Small primary schools need ‘inducement’ to merge

Cash incentives could mean buildings available to other patrons, says church spokesman

 

The Catholic Church in Ireland’s spokesman on education has said small primary schools should be given financial incentives to amalgamate.

Fr Michael Drumm, chairman of the Catholic Schools Partnership, said some “inducement” needs to be given to schools to participate in amalgamation.

“At the moment, if you amalgamate, two grants that you receive become one over night.

“If we could provide some sort of limited financial inducement to schools to amalgamate - because they will in this case be amalgamating for the purposes of pushing forward a national policy goal that would be greater diversity in the locality - that would be very helpful,” he told RTÉ radio’s This Week programme.

“We need something to push this forward and that could open up the possibility of buildings being made available to other patrons,” he said.

Recommendations rejected

Earlier this year, the Government announced it was rejecting the recommendations of a long-awaited value-for-money report into small schools.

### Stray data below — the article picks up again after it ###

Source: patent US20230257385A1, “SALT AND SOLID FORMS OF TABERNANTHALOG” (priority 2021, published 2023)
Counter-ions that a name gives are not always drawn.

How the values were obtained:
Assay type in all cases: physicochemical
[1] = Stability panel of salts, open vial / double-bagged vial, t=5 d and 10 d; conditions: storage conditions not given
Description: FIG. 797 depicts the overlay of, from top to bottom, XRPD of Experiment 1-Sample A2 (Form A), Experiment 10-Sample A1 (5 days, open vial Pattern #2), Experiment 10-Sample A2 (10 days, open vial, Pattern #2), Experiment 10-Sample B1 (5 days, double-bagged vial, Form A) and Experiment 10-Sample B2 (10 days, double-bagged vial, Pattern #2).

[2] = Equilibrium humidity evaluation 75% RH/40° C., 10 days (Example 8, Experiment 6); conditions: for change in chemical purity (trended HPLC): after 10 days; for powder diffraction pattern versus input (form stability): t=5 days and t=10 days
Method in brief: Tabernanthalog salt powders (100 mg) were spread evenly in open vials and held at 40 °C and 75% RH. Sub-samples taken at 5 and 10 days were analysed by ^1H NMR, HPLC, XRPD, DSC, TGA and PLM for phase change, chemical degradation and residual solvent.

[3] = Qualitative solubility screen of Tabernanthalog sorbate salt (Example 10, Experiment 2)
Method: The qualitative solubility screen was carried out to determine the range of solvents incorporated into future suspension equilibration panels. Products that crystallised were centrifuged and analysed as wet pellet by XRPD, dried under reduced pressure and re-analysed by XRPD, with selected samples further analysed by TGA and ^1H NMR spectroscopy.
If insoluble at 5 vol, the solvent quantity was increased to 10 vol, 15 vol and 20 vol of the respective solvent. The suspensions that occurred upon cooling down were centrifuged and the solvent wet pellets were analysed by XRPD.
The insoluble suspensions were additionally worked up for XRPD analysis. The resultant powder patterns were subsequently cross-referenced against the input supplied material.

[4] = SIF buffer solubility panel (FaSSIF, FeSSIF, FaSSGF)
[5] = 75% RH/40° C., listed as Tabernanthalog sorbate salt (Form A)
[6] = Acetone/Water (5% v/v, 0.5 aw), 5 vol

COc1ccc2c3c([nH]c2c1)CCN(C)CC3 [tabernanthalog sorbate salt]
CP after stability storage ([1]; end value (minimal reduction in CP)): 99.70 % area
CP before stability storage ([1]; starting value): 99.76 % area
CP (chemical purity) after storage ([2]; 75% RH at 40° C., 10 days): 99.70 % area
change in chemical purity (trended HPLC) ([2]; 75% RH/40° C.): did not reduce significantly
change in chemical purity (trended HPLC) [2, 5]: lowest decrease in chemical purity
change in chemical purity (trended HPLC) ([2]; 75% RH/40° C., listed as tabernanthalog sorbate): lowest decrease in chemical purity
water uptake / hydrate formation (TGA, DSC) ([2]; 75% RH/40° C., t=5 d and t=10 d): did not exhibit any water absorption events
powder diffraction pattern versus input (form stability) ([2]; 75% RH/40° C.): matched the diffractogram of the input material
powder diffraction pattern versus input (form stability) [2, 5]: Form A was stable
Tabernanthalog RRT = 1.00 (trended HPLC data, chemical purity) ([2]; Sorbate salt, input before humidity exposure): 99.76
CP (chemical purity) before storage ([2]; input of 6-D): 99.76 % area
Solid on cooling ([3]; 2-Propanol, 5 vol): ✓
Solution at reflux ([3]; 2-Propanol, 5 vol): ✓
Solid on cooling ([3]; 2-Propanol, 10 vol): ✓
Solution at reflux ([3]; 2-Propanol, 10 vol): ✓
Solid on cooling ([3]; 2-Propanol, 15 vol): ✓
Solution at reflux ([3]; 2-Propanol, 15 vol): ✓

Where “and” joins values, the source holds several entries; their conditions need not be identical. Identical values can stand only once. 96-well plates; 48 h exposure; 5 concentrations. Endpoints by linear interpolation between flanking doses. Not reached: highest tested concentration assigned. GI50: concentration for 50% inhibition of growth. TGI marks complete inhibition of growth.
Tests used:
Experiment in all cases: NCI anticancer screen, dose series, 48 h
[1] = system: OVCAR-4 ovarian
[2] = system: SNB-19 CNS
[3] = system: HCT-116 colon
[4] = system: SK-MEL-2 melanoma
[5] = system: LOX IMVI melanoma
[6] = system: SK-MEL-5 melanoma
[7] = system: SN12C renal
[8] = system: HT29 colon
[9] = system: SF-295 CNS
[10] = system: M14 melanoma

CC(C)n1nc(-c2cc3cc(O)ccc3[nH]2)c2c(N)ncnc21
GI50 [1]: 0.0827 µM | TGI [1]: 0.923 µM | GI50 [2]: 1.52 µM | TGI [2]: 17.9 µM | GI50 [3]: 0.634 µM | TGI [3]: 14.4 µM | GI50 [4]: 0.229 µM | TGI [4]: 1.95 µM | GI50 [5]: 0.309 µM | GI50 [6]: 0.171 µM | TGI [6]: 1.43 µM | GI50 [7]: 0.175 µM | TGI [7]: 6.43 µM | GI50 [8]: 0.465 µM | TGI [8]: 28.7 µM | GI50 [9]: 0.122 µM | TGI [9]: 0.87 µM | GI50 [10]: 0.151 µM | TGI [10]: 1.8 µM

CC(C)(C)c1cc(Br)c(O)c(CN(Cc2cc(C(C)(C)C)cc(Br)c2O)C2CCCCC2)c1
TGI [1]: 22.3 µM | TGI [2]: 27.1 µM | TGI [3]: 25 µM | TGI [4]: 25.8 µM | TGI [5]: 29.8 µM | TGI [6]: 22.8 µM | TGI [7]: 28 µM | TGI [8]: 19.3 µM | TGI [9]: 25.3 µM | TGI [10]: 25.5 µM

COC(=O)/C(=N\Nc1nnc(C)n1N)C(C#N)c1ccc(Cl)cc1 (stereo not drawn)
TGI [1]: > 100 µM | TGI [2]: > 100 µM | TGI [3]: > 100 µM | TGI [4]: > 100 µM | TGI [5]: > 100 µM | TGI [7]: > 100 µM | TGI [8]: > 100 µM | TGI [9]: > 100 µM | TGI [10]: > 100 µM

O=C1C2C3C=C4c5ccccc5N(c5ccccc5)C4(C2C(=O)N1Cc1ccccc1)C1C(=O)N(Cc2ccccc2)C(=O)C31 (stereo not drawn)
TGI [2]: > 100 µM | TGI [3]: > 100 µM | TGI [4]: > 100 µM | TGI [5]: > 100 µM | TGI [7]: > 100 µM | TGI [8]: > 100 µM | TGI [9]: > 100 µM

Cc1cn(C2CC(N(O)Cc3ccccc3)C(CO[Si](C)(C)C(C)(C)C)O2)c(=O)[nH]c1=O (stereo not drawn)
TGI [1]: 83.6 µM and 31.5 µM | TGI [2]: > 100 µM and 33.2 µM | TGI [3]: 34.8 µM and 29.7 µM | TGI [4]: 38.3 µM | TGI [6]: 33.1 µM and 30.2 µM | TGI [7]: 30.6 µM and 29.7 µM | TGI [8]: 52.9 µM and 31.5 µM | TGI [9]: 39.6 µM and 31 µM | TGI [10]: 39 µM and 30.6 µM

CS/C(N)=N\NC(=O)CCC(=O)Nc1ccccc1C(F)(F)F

This called for all one- or two-teacher schools located within 2km of a similar school to be closed or amalgamated by the end of the 2014/15 school year, and for others located up to 8km apart to be reorganised through amalgamation or federation.

In rejecting the report last February, the Department of Education lowered the threshold for the appointment of a third teacher from 56 pupils to 53, and a second teacher from 20 to 19 from September 2015.

It also said it would write to patrons of all one-teacher schools located within 8km of another school of similar patronage to “invite them to reflect on their future sustainability” and to offer department supports “if they decide to amalgamate”.

The department said it had not written to any school yet, as it was developing the amalgamation protocol with the education partners.

However, it said it had identified 12 one-teacher schools it planned to write to in the first instance, four of them in Co Mayo, two each in Co Clare, Co Cork and Co Kerry and one each in Co Galway and Co Roscommon.